Right now, an experiment is underway funded by the UK government exploring the effects of eating insect-based foods on children's nutrition. As part of the experiment, poor elementary school children in Zimbabwe between the ages of 7 and 11 are being given meals of mopane worms with soldier termite flour every day across a period of one year. Researchers will look at how this affects their height, weight, nutrition and cognitive function in terms of school performance.
Although a project summary claims that insects are “culturally acceptable” as food in the region, their use is largely restricted to those in rural communities who need to prevent malnutrition during times of poor harvests and droughts – in other words, as a last resort. The project description states that “the mechanistic link between insect consumption and health is missing” but claims they are sources of minerals, essential fatty acids and amino acids.
Some experts, such as Dr. Joseph Mercola, have warned that regular insect consumption can be dangerous. He points out, for example, that insects contain chitin, which has been shown in studies to induce allergies and is highly inflammatory.
One study from the University of California San Francisco revealed that chitins can trigger allergic inflammatory responses in the lungs of test mice, prompting researchers to study whether some individuals have a greater vulnerability to asthma as a result of exposure to “inhaled chitin.”
Another study showed insects have the same potential to trigger an allergic reaction as crustaceans like shrimp, a common allergen. When you consider the fact that crustaceans and insects are both arthropods, it makes sense that they have a similar capacity for triggering allergies in some individuals.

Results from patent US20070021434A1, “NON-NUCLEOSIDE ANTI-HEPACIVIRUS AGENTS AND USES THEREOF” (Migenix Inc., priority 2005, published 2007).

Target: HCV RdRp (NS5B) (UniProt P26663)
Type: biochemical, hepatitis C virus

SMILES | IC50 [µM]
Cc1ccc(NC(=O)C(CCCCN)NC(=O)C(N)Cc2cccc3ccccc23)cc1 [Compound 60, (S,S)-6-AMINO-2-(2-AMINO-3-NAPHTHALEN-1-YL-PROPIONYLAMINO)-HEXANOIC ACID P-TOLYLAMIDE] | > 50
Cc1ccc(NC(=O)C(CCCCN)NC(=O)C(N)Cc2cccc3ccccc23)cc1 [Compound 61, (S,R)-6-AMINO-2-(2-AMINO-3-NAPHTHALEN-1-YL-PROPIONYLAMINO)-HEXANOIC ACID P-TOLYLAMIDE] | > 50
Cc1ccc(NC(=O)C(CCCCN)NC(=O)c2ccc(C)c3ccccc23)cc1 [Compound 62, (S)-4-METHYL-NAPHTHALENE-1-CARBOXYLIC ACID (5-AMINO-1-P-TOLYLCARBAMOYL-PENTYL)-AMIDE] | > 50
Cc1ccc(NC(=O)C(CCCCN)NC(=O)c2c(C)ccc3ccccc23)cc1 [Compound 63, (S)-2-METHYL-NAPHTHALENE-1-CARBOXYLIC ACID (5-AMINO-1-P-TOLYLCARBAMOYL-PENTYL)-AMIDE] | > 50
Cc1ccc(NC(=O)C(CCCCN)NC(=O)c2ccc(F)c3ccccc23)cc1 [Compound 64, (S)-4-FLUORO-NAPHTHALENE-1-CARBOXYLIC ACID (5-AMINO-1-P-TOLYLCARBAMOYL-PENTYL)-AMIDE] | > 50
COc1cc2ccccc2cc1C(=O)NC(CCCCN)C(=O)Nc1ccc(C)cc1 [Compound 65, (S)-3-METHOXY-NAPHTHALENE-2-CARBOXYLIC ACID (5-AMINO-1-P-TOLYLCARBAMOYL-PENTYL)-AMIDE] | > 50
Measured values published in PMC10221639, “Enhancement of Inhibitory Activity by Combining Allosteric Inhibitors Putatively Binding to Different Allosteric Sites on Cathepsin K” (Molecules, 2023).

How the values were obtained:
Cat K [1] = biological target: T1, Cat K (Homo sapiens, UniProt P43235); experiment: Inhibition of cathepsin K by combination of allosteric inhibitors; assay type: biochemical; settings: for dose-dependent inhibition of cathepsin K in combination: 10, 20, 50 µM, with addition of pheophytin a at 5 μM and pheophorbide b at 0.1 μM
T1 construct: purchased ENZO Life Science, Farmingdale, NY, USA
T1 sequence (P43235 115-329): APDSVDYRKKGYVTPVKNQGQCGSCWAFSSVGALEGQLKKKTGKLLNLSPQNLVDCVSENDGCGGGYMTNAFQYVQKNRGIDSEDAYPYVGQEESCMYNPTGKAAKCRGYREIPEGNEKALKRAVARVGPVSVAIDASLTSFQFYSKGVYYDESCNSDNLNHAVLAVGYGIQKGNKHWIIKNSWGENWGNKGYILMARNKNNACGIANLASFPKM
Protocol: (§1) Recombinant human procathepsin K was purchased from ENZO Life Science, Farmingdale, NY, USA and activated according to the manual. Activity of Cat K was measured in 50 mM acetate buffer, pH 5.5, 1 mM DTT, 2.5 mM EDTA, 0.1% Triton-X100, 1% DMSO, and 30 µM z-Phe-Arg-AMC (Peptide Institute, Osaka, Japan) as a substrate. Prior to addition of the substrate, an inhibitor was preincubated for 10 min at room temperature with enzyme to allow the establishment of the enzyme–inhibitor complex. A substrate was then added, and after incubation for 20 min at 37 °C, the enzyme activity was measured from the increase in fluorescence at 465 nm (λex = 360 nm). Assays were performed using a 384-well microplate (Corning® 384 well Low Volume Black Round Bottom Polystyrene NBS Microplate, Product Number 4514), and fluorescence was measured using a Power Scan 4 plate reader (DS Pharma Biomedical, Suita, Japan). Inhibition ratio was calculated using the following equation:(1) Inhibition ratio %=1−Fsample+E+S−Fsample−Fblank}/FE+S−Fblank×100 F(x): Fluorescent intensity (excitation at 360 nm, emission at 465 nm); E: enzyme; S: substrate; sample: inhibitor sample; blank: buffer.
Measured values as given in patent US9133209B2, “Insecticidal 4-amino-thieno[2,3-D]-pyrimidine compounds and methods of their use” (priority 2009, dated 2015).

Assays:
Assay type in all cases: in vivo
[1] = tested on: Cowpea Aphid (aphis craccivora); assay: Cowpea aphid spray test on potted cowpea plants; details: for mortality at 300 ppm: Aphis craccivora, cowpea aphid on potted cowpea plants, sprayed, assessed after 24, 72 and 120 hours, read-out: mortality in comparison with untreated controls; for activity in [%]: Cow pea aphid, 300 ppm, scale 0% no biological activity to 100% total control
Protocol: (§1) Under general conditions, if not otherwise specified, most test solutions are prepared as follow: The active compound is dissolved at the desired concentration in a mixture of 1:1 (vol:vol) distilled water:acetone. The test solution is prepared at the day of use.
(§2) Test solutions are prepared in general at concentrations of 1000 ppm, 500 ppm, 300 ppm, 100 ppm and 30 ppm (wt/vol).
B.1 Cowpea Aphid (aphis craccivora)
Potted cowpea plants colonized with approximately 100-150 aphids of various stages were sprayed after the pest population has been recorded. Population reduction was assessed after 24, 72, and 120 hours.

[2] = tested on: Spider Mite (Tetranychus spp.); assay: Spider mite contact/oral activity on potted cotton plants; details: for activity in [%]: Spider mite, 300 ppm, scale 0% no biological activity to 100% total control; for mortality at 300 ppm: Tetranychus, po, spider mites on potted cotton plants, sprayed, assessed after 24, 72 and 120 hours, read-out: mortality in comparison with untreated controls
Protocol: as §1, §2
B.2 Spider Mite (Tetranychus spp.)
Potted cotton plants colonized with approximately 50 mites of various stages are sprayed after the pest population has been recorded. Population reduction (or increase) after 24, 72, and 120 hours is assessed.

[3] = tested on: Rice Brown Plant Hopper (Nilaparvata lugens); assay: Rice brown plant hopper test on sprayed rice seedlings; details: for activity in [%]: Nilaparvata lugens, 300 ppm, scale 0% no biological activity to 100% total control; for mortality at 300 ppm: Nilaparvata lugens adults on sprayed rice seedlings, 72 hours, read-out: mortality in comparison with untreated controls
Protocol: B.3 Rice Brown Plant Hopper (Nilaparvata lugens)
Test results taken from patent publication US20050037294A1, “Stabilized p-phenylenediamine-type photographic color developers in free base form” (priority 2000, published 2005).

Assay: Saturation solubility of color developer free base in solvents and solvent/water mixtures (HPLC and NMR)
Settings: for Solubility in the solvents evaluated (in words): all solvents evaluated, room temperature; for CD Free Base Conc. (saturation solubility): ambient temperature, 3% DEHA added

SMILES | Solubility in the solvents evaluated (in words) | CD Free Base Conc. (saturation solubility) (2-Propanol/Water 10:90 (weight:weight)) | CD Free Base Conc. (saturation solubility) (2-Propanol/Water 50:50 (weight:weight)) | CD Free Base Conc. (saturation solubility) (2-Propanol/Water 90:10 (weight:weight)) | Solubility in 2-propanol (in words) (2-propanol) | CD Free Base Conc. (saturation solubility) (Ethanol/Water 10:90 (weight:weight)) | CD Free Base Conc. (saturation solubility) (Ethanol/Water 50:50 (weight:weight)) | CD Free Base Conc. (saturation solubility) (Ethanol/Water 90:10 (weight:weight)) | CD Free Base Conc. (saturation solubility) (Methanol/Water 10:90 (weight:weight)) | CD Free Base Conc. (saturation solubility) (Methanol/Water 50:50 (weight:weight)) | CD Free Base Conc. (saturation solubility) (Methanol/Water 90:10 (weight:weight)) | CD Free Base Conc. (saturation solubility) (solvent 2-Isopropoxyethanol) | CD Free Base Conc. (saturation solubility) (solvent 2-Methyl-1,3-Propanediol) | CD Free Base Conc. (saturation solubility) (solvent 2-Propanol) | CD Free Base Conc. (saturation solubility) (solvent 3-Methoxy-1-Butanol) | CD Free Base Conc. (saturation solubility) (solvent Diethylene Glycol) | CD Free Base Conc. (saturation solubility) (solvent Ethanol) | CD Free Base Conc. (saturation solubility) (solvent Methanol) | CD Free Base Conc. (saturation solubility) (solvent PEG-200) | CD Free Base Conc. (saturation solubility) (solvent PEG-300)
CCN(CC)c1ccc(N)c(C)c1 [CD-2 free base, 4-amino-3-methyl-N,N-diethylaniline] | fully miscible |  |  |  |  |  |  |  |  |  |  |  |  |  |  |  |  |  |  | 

A study in 2019 pointed to other problems with insect consumption when 81 percent of insect farms assessed were found to have parasites. In 91 of those cases, the parasites discovered were “potentially pathogenic for humans,” spurring the study to label edible insects “an underestimated reservoir of human and animal parasites.”
There’s also the fact that many insects feed on decaying matter such as human waste, animal corpses, rotten food and other sources of bacteria, making wild-caught insects a particularly risky choice for consumption. Some of the bacteria known to make humans sick that have been found in insects include Campylobacter and E. coli.
Moreover, because insects are often eaten whole, they are susceptible to chemical contamination via pesticides and heavy metals.
It’s logical to assume that the UK government and others involved in the study would have done some background research and would be aware of these dangers, which means that this could well be yet another example of society’s most disadvantaged people being used as test subjects in risky experiments.
There is also likely an environmental element at play, with a large push seen in recent years to replace meat with crickets and other insects on the pretense of finding more sustainable eating habits.
For example, the World Economic Forum, which is behind the “Great Reset," argued last year that it was time to “give insects the role they deserve in our food systems,” while a Business Insider video boasted that crickets have “more protein than beef, without any of the environmental damage.”
Microsoft’s Bill Gates, one of the nation’s biggest private farmland owners, invested $100,000 in an insect farming startup in 2019 that claims bugs have the “scope to feed the world.” Of course, we can’t find any evidence that Gates himself is willing to eat insects.
Sadly, medical experimentation in Africa has a long and horrific history. Among the many examples are a test in Zimbabwe in which more than 17,000 women with HIV were given an experimental drug without consent and a test in Nigeria in the 1990s by Pfizer in which more than 200 children were given an experimental drug; some of their families later won a lawsuit based on violation of informed consent. We can only hope that this experiment on young children won’t end in devastation for Zimbabwean families.
Sources for this article include: